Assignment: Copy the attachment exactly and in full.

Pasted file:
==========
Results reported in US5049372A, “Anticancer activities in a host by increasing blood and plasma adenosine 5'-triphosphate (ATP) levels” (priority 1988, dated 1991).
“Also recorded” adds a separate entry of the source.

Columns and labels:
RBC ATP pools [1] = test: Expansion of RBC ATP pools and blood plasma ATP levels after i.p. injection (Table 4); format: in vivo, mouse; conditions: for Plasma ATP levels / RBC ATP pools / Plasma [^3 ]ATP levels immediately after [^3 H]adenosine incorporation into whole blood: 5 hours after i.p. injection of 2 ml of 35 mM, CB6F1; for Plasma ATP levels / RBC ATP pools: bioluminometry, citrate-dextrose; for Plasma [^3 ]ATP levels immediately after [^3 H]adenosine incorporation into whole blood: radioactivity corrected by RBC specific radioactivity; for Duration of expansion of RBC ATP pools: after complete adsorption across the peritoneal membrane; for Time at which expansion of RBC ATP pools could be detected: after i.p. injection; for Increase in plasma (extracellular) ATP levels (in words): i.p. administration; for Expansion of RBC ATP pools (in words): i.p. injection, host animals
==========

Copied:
Results reported in US5049372A, “Anticancer activities in a host by increasing blood and plasma adenosine 5'-triphosphate (ATP) levels” (priority 1988, dated 1991).
“Also recorded” adds a separate entry of the source.

Columns and labels:
RBC ATP pools [1] = test: Expansion of RBC ATP pools and blood plasma ATP levels after i.p. injection (Table 4); format: in vivo, mouse; conditions: for Plasma ATP levels / RBC ATP pools / Plasma [^3 ]ATP levels immediately after [^3 H]adenosine incorporation into whole blood: 5 hours after i.p. injection of 2 ml of 35 mM, CB6F1; for Plasma ATP levels / RBC ATP pools: bioluminometry, citrate-dextrose; for Plasma [^3 ]ATP levels immediately after [^3 H]adenosine incorporation into whole blood: radioactivity corrected by RBC specific radioactivity; for Duration of expansion of RBC ATP pools: after complete adsorption across the peritoneal membrane; for Time at which expansion of RBC ATP pools could be detected: after i.p. injection; for Increase in plasma (extracellular) ATP levels (in words): i.p. administration; for Expansion of RBC ATP pools (in words): i.p. injection, host animals